Showing posts with label dogs. Show all posts
Showing posts with label dogs. Show all posts

Monday, May 6, 2013

grey skies and grey clothes

Today was one of those days when I can easily lose time.  The weather was somewhat unsettled, and I had a number of little chores to do.  It would have been luxurious to just go back to bed but instead, I got as much done as I could and was even able to curl up with the dogs for a short snooze in the afternoon.

This morning there was only enough coffee for one cup.

Perhaps that is one explanantion for my dreamy day.

I did organize some sewing ideas and plans, and signed up for two classes on Craftsy.  One is Beginning Serging: Machine Basics and Techniques (Amy Alan)  and the other is Decorative Seams: Techniques and Finishes (Katrina Walker).  I am looking forward to working through both of these classes.  The Decorative Seams class is going to be fun and I have bought a few new presser feet to incorporate into what Katrina teaches.  The serger class is something I just need.  I have never operated a serger and don't have a sewing buddy close by for help.  Theresa, of Camp Runamuck, would be happy to help me but she is visiting her folks right now.

Gardening took up the majority of my time today and I was able to clean up one side of the front yard.  Perfect timing-I was sweeping the driveway when the thunder started.  These two photos show most of that part of the front yard, with a small middle piece missing.  My driveway is on the left and my neighbor uses the driveway on the right.  The bare area near their driveway used to be be shaded by three ponderosa pines.  I am still adjusting to their loss.  The plant that looks dead on the upper left is Russian sage, and the other on the bottom right is chocolate or brown fennel.  I'll photograph them when they bloom so you can see them.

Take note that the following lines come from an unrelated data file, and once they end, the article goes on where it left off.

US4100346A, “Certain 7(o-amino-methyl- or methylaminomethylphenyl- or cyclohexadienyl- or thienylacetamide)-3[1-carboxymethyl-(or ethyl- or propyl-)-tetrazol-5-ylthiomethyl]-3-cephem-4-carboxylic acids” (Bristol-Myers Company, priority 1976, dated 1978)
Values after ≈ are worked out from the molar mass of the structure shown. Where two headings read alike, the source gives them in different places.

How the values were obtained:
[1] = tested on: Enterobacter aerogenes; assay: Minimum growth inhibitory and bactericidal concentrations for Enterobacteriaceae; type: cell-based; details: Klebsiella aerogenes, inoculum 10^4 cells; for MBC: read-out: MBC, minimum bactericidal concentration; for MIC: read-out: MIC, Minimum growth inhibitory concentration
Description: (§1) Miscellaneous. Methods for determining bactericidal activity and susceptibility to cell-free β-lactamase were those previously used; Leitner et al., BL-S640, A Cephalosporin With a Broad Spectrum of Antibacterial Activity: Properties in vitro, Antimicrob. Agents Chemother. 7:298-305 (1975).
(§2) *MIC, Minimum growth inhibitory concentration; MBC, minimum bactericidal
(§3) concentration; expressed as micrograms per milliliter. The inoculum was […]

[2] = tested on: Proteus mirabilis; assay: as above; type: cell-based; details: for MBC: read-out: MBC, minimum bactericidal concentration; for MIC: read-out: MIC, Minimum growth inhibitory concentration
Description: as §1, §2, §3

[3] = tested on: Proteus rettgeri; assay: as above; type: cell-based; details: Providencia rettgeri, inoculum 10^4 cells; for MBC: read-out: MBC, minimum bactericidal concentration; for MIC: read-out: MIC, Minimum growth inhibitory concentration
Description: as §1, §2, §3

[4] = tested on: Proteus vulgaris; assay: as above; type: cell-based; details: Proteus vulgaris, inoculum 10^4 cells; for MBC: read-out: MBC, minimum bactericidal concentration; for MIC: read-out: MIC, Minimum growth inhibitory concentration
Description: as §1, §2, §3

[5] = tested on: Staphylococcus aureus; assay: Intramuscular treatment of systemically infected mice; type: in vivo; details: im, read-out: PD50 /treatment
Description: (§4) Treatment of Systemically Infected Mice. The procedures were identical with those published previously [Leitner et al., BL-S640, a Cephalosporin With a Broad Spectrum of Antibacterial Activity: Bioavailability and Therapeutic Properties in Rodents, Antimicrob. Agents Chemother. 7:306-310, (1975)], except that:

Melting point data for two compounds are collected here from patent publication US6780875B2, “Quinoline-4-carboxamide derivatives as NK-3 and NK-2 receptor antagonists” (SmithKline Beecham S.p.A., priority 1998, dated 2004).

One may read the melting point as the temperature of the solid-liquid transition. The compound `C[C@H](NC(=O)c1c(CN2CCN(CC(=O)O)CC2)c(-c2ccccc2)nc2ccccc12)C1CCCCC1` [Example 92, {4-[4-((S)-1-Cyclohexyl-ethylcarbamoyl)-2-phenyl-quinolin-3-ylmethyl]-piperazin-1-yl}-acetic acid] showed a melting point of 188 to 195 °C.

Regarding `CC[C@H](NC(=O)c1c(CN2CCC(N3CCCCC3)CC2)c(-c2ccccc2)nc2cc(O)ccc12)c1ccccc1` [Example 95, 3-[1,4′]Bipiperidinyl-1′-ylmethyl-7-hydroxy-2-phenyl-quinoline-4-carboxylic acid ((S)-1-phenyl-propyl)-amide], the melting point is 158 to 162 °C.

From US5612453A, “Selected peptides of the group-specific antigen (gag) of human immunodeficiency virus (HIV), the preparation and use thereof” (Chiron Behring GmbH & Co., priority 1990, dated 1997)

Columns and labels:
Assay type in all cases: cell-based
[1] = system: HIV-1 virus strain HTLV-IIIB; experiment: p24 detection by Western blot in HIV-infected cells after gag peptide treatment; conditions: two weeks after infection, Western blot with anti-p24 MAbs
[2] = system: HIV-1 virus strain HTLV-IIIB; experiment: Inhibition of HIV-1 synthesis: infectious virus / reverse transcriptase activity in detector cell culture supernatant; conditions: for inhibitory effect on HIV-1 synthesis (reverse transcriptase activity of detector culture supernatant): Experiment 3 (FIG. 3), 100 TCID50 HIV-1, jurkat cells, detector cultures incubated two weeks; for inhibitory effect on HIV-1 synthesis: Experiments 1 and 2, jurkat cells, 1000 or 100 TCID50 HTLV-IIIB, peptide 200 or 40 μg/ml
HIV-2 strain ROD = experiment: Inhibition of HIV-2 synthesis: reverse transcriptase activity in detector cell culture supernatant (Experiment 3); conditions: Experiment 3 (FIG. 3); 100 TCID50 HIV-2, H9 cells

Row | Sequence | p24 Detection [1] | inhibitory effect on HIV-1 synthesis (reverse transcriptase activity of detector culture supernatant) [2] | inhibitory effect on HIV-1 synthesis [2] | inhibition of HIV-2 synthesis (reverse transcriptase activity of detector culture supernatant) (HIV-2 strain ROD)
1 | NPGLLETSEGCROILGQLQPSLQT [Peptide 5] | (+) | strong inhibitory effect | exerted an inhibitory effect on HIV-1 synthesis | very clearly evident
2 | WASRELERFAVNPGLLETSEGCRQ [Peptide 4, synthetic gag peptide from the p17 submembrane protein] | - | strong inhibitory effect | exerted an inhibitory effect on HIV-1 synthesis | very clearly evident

I ended my day with a trip to the vet so little Nick could get his anal glands expressed.  yuck. Did you know that dogs who don't clean themselves in that area are prone to build-up?
This is what I wore:
V8859 pants in a rayon blend 
M6244 tee 

I haven't reviewed these and probably won't until I make some alterations.  Both pieces are too big and I am not thrilled with the fit.  I love the comfy feel however!
This is the front of V8876 and I am planning to work on the yoke and connecting front and back tonight. I think I am going to enjoy wearing the dress, and I am learning a lot through this pattern.  I wish I had had the foresight to balance the blue flowers but it will be okay.  It's just a dress, not rocket surgery.

I hope you all have had a good Monday,  Mary 

Saturday, November 24, 2012

My Dog Bandit

Hunting squirrels in the Grand Tetons



Every morning I awake to the sound of my old dog asking to go outside...NOW, and I am filled with love and tenderness for her.  Even as she becomes so demanding and needy and dependent in her aging, I still see the little puppy she was and the proud alpha dog she became.  Today she sleeps beside me as I type or read or cook, getting up only for water and to follow me from room to room.  She goes up the stairs slowly and sometimes even waits at the bottom to watch me.  Am I going to stay in my sewing room?  Am I taking a bath?  If yes, she will make the journey up up up with slow and somewhat labored steps but a happiness radiating out from her eyes as she finds me.

Bandit in her prime
Summer haircut and a frisky run on the beach
Canyonlands a few years ago
Camping is very tiring
         

Thursday, October 27, 2011

The dogs of Guanajuato

guapo gato




Hello readers, I am back in the US and ready to share some travel stories with you.  As I wait for my suitcase to arrive home (what is a vacation without missing luggage?), I am sorting some of the photos Ross and I took.  Sorting, I see some themes emerging and for today, I want to talk about pet care.